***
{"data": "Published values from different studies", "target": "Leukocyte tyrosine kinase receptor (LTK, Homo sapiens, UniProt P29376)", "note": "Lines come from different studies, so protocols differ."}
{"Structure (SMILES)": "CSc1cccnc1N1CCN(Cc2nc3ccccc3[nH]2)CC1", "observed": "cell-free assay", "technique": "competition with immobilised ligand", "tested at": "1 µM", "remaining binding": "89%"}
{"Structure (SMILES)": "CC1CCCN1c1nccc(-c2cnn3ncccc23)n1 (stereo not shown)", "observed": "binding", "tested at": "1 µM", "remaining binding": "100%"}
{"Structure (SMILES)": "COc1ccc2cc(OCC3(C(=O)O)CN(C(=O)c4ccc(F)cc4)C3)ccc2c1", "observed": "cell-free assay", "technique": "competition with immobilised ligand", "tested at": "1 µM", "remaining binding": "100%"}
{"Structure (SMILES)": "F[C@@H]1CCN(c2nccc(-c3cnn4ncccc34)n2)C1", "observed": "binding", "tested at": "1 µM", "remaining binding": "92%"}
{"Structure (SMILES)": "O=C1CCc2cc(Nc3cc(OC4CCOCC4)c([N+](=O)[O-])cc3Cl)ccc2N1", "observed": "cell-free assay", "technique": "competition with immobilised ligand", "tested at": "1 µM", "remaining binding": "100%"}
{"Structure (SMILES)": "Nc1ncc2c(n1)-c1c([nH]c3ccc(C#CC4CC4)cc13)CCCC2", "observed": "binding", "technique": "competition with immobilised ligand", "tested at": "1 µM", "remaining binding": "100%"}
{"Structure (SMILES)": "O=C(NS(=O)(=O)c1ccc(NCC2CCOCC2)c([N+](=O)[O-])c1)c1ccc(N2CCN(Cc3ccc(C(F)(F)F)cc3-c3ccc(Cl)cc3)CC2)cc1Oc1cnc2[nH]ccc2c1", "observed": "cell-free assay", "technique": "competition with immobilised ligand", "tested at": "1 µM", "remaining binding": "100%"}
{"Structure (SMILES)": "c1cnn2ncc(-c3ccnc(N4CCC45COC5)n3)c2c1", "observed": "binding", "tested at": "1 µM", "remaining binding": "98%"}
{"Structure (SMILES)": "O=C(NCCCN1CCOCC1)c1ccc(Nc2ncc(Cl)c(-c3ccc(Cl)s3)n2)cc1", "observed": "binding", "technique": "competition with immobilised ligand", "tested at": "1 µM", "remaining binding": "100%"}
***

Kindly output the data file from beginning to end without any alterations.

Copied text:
{"data": "Published values from different studies", "target": "Leukocyte tyrosine kinase receptor (LTK, Homo sapiens, UniProt P29376)", "note": "Lines come from different studies, so protocols differ."}
{"Structure (SMILES)": "CSc1cccnc1N1CCN(Cc2nc3ccccc3[nH]2)CC1", "observed": "cell-free assay", "technique": "competition with immobilised ligand", "tested at": "1 µM", "remaining binding": "89%"}
{"Structure (SMILES)": "CC1CCCN1c1nccc(-c2cnn3ncccc23)n1 (stereo not shown)", "observed": "binding", "tested at": "1 µM", "remaining binding": "100%"}
{"Structure (SMILES)": "COc1ccc2cc(OCC3(C(=O)O)CN(C(=O)c4ccc(F)cc4)C3)ccc2c1", "observed": "cell-free assay", "technique": "competition with immobilised ligand", "tested at": "1 µM", "remaining binding": "100%"}
{"Structure (SMILES)": "F[C@@H]1CCN(c2nccc(-c3cnn4ncccc34)n2)C1", "observed": "binding", "tested at": "1 µM", "remaining binding": "92%"}
{"Structure (SMILES)": "O=C1CCc2cc(Nc3cc(OC4CCOCC4)c([N+](=O)[O-])cc3Cl)ccc2N1", "observed": "cell-free assay", "technique": "competition with immobilised ligand", "tested at": "1 µM", "remaining binding": "100%"}
{"Structure (SMILES)": "Nc1ncc2c(n1)-c1c([nH]c3ccc(C#CC4CC4)cc13)CCCC2", "observed": "binding", "technique": "competition with immobilised ligand", "tested at": "1 µM", "remaining binding": "100%"}
{"Structure (SMILES)": "O=C(NS(=O)(=O)c1ccc(NCC2CCOCC2)c([N+](=O)[O-])c1)c1ccc(N2CCN(Cc3ccc(C(F)(F)F)cc3-c3ccc(Cl)cc3)CC2)cc1Oc1cnc2[nH]ccc2c1", "observed": "cell-free assay", "technique": "competition with immobilised ligand", "tested at": "1 µM", "remaining binding": "100%"}
{"Structure (SMILES)": "c1cnn2ncc(-c3ccnc(N4CCC45COC5)n3)c2c1", "observed": "binding", "tested at": "1 µM", "remaining binding": "98%"}
{"Structure (SMILES)": "O=C(NCCCN1CCOCC1)c1ccc(Nc2ncc(Cl)c(-c3ccc(Cl)s3)n2)cc1", "observed": "binding", "technique": "competition with immobilised ligand", "tested at": "1 µM", "remaining binding": "100%"}